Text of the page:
Chancellor Angela Merkel's cabinet agreed the draft law for the next phase of the "Energiewende", a cornerstone policy of her third term at the helm of Europe's top economy.
Under the plan, Germany plans to meet 80 percent of its energy needs with renewables by 2050 but faces also having to balance the interests of its mighty industrial sector while safeguarding jobs.
The draft law, which must still pass the Bundestag lower house of parliament, will make the rollout of renewables "more predictable" and mean that costs "no longer increase by leaps and bounds," a government statement said.
Among the reforms are caps on the production of renewable energy such as offshore wind power.
With the reform "the coalition is providing for a new start of the Energiewende. It was urgent and desperately needed," Energy Minister Sigmar Gabriel told reporters.
Merkel took the surprise decision in 2011 to scrap nuclear power for renewables in the wake of the Fukushima disaster but has faced pressure over how to pay for the clean energy drive.
Renewables currently account for around a quarter of energy production and consumption in Germany, thanks to generous state incentives for solar, wind and biogas financed via an energy tax.
But the tax has driven up energy prices, now among Europe's highest, and critics also say the development of some renewable energy sources has been disorganised and point to problems with the electricity transmission grid.
Germany has also increased consumption of cheaper fossil fuels such as coal to offset the phasing out of nuclear energy.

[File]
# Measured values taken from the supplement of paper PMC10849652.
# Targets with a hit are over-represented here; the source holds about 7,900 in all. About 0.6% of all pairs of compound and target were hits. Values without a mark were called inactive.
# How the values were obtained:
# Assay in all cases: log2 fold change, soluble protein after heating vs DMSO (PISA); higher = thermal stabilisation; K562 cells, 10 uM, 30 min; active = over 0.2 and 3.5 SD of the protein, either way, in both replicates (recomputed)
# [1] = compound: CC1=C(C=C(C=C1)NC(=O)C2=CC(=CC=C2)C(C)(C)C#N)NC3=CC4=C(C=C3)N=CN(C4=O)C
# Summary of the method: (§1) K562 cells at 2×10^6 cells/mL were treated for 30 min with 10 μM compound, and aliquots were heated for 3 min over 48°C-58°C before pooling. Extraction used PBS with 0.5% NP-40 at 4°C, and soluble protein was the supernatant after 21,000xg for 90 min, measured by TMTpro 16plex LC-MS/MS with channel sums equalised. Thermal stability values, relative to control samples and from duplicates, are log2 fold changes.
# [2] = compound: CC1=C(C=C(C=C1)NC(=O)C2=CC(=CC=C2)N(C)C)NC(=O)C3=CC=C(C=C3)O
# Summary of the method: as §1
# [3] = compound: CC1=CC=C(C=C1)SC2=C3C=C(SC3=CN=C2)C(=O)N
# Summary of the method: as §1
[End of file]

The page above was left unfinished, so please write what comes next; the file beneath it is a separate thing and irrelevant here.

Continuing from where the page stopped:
Gabriel, who is also Merkel's vice-chancellor, outlined dramatic cuts in subsidies to producers of renewable energy early in the year but pressure from regional states has forced the government to roll back on some points.
In the end, the reform outlines milder subsidy cuts than Gabriel initially wanted for wind and biomass.
Submitting the sector to market mechanisms is also a key factor of the reforms, and from 2017, the level of support will be defined by a tender system ensuring competition among producers.
Producers will gradually also have to sell their green energy competitively on the market rather than enjoying priority treatment with guaranteed prices.
A key part, however, still missing from the reform concerns energy price breaks for power-intensive industry which the European Commission was probing to see if it amounted to state aid and gave companies an unfair advantage.
Berlin and Brussels have now reached a compromise but it was not in time for it to be included in the reform, Gabriel told reporters.